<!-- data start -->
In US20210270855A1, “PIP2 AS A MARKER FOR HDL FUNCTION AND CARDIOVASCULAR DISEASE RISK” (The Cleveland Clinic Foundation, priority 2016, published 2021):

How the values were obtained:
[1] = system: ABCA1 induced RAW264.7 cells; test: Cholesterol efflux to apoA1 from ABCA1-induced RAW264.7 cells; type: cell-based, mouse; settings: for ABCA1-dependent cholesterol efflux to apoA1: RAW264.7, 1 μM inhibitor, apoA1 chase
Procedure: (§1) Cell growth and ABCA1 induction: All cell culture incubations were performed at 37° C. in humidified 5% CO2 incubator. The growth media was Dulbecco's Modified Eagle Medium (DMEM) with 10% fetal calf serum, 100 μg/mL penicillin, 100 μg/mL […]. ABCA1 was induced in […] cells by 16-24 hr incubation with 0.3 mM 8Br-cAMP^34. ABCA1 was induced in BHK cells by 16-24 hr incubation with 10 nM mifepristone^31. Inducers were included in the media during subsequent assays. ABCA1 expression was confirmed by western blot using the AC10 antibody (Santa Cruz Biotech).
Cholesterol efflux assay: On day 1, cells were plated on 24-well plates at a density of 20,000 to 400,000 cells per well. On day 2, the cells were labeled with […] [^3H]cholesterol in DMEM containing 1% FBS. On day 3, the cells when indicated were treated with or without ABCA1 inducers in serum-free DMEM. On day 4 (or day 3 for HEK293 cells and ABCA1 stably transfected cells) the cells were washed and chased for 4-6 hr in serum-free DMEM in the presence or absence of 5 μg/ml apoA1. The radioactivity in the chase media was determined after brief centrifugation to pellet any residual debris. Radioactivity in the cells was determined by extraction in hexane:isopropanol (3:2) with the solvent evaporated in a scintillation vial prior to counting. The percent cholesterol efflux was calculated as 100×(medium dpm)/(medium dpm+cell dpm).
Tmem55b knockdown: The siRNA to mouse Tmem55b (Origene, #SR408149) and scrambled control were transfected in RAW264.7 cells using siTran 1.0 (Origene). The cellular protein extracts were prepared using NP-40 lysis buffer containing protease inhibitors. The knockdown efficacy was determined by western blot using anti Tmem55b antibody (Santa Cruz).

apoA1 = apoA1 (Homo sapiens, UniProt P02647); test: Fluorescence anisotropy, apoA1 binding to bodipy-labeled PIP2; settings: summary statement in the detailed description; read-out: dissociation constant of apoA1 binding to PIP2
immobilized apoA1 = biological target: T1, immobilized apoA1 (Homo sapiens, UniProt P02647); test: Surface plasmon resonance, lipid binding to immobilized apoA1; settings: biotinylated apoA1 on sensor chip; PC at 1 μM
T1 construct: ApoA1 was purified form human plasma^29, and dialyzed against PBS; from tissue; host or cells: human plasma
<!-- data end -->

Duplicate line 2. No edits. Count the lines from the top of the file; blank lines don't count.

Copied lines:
How the values were obtained: